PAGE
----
It was all a little too tailor-fit for me. The hero and heroine's compatible flaws and strengths, the somewhat sterile doubts about God, the cliche resistance to the romance.
But what really bothered me was the over-the-top description of the sparks flying between them.
I know alpha males sell well.
I know women like to imagine themselves as the heroine.
I know we like to feel a spark, and that readers want an escape from their lives.
But don't we also have a responsibility to the integrity of storytelling? Don't we as Christians, who hope to show the nonfictional, redemptive story behind the fictional one, have an important task of keeping that larger purpose in mind? Have we in CBA strayed too far in the pursuit of writing a spicy but clean romance?
What happens when women begin to grow discontent in their own relationships because of these stories? What happens if our books give unmarried readers unrealistic expectations of their future spouse? What happens if we dilute the greatest kind of love--the commitment kind--into something so one-dimensional as physical sparks?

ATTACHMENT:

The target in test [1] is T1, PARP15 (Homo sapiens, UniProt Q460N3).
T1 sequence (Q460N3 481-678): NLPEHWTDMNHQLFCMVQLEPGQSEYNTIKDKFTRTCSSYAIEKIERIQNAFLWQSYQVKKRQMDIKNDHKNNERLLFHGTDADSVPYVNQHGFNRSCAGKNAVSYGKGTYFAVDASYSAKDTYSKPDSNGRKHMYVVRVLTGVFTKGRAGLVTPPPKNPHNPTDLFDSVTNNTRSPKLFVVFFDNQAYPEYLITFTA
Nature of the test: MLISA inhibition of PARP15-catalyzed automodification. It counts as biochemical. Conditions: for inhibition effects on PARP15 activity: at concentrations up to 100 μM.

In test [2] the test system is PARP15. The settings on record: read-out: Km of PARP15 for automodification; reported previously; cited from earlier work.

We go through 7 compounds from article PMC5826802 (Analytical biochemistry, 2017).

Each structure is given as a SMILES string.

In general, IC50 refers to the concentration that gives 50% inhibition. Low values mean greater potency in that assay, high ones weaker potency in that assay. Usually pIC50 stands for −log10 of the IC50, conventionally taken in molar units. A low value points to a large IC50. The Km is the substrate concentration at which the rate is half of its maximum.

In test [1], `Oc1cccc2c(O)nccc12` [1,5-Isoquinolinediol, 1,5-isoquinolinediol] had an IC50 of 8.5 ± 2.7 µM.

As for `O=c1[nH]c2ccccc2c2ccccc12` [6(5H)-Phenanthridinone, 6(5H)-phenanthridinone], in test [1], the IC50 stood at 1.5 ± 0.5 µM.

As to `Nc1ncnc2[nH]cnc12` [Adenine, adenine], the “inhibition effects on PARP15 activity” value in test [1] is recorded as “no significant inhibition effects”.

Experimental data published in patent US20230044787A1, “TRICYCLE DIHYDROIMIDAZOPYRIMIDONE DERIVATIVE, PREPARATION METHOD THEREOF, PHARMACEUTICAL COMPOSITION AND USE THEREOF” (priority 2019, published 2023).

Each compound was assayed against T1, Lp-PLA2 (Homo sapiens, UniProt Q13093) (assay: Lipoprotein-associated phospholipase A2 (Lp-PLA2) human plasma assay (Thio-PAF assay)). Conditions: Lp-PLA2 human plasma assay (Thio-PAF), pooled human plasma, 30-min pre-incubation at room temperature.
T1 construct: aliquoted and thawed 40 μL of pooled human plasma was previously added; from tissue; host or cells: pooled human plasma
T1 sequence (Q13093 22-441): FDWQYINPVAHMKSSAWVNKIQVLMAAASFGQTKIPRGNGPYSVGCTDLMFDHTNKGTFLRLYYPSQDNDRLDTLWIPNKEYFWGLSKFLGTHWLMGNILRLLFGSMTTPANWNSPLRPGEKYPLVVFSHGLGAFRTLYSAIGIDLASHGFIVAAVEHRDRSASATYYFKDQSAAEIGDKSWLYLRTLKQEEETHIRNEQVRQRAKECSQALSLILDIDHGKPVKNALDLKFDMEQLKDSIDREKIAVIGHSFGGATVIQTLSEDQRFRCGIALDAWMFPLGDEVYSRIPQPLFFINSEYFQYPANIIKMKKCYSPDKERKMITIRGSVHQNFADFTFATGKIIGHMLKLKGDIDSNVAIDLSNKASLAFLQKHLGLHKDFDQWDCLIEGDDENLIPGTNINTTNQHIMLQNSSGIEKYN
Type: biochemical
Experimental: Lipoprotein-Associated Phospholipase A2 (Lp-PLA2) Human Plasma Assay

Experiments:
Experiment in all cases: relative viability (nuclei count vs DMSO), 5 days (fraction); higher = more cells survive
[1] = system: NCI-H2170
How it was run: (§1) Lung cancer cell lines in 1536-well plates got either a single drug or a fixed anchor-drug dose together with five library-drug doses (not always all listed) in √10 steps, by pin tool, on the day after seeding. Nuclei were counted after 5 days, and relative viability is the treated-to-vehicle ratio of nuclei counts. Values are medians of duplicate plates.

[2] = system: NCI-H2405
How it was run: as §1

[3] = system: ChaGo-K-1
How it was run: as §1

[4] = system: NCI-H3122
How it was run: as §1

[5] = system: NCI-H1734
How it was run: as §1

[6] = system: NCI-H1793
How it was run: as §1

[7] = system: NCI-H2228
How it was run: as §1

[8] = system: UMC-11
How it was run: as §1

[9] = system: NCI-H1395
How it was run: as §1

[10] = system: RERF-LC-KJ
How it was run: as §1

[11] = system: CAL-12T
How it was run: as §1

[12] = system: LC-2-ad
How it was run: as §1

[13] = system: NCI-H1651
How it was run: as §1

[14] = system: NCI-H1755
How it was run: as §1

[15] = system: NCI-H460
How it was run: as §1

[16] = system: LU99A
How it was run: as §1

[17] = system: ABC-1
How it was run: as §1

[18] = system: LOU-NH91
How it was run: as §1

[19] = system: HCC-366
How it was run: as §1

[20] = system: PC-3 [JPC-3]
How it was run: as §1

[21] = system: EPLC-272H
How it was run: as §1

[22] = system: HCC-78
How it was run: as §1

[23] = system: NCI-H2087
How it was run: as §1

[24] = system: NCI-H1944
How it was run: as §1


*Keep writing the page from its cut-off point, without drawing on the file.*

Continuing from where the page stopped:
I don't have the answer to this question. I genuinely want to hear what you all think. What are your thoughts on the role of Christian romance? Are romances becoming a stumbling block to readers, or do they open up the possibility of a different kind of love for people who are used to grittier fiction? How do we walk this line as authors?
*Photo from http://villagegardensblog.com/summer-2/spice-up-a-summer-romance/